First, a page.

Broken Pet Teeth

Dogs and cats frequently fracture their teeth. In many cases, this can expose the pulp (nerve) chamber and lead to the infection and death of the tooth. The exposed nerve chamber can appear as a small pink spot in the fractured area. This is painful for the pet, and it can take years for the dead tooth to finally fall out. By the time it falls out, adjacent teeth can be affected as well.

Patient with a fractured lower first molar and exposure of the pulp (nerve) chamber.


The arrow points to the fractured area and the pink pulp tissue.

The tooth after treatment. The arrows point to the composite restorations (fillings).

Radiograph after treatment. The arrows show the filling material in both roots of this large chewing tooth.


Keep in mind that even pets with severe dental pain almost never show obvious signs of discomfort. While dental fractures are painful, we are not adept at recognizing the signs of pain in pets. Teeth may also be fractured without any exposure of the pulp (nerve) chamber. When the thin enamel layer of the tooth is lost, this exposes the dentin layer, which is composed of tiny tubules. The tubules are a direct fluid-filled conduit to the nerve, and are large enough to allow bacterial migration. Exposure of this dentin layer is painful, and frequently allows infection to develop inside the tooth, where it can remain undetected for years! Many owners (and Veterinarians!) do not realize that fractured teeth frequently become infected, even if the pulp chamber is not exposed.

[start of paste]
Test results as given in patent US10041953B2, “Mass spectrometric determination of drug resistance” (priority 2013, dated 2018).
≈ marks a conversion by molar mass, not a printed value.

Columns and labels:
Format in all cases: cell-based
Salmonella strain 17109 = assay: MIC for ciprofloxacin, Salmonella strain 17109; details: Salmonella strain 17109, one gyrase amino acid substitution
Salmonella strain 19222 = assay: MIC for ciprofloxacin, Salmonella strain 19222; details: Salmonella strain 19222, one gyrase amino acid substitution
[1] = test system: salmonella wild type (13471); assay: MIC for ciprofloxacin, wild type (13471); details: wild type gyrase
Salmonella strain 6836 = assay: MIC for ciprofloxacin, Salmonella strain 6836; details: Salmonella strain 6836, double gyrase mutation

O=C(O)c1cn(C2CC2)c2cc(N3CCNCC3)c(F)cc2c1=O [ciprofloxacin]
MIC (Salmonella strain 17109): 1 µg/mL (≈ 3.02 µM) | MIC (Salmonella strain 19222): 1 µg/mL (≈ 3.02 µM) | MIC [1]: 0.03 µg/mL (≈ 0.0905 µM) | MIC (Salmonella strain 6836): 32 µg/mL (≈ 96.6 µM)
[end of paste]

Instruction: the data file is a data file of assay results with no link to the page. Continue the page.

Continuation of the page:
Fractured tooth with no exposure of pulp (nerve) chamber. Radiographs show large areas of damaged bone, even though the nerve chamber was not exposed by the fracture. According to the owner, this patient acted “years younger” after treatment.


Radiograph of right upper fourth premolar with infected areas around the tip of the back root.

Left side in the same patient, showing more severe changes present around all three roots.


All fractured teeth need to be assessed with dental radiographs to help determine if they are a problem for the pet. Fractured teeth that are not infected should be smoothed and the exposed dentin should be “sealed” with bonded dental materials that decrease sensitivity and help decrease the chances of future infection. Fractured teeth that are infected should be treated with root canal therapy or extracted. Waiting for the pet to show signs of pain, which hardly ever happens, can actually leave the pet in pain for years.